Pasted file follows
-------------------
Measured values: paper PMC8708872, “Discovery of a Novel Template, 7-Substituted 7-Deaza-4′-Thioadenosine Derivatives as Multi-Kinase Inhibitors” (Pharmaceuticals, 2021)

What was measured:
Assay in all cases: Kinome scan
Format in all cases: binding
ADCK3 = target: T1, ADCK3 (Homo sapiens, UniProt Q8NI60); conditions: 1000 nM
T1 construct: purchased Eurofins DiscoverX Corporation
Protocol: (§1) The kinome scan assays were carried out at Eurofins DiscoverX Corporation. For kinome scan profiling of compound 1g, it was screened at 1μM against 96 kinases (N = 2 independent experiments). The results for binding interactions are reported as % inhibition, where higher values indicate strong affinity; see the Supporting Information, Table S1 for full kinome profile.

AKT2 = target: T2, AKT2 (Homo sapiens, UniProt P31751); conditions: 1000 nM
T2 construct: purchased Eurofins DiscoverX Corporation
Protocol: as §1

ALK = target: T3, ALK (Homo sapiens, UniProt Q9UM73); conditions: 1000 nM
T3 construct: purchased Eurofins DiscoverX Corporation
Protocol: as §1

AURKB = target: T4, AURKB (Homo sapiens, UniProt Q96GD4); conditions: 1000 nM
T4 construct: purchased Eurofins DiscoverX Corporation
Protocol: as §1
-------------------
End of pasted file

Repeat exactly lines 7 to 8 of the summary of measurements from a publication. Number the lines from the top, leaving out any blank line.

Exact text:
Protocol: (§1) The kinome scan assays were carried out at Eurofins DiscoverX Corporation. For kinome scan profiling of compound 1g, it was screened at 1μM against 96 kinases (N = 2 independent experiments). The results for binding interactions are reported as % inhibition, where higher values indicate strong affinity; see the Supporting Information, Table S1 for full kinome profile.

AKT2 = target: T2, AKT2 (Homo sapiens, UniProt P31751); conditions: 1000 nM